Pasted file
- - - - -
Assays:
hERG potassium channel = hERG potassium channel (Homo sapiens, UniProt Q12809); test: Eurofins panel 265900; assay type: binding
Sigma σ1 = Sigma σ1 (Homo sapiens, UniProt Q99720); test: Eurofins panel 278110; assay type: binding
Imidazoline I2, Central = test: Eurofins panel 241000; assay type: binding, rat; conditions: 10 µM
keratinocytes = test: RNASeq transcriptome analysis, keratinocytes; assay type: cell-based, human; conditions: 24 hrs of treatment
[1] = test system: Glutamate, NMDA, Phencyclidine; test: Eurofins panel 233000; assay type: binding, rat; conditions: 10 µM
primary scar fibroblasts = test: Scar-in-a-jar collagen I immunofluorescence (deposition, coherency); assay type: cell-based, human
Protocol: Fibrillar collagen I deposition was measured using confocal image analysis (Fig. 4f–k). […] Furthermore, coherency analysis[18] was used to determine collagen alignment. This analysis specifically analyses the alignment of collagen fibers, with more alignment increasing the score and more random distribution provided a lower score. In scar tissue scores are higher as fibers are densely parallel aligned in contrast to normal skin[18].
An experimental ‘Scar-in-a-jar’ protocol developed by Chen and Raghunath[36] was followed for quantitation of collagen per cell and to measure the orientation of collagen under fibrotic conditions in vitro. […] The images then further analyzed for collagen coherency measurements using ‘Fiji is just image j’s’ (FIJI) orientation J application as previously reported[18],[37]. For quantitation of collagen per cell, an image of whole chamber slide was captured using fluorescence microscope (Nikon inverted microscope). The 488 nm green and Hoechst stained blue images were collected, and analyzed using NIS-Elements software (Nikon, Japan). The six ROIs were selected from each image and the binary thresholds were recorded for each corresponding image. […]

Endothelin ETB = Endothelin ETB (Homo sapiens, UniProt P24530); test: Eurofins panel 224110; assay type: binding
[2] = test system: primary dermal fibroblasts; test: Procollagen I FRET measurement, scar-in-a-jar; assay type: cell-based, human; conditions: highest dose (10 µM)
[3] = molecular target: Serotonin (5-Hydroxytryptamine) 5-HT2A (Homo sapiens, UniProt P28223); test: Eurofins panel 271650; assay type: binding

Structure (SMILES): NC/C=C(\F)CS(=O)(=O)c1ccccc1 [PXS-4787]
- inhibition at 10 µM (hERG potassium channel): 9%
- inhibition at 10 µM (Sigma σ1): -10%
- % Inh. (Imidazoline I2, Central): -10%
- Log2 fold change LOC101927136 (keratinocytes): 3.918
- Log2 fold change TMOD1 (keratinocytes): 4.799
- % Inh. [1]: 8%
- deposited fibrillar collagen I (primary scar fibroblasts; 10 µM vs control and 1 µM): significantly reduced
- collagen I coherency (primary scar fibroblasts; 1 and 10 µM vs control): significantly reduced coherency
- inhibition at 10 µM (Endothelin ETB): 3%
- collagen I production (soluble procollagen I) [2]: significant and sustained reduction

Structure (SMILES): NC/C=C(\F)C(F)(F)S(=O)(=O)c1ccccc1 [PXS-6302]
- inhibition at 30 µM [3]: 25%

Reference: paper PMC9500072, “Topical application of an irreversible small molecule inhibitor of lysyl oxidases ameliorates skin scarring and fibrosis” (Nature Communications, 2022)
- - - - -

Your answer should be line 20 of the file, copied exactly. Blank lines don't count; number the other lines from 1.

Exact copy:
- deposited fibrillar collagen I (primary scar fibroblasts; 10 µM vs control and 1 µM): significantly reduced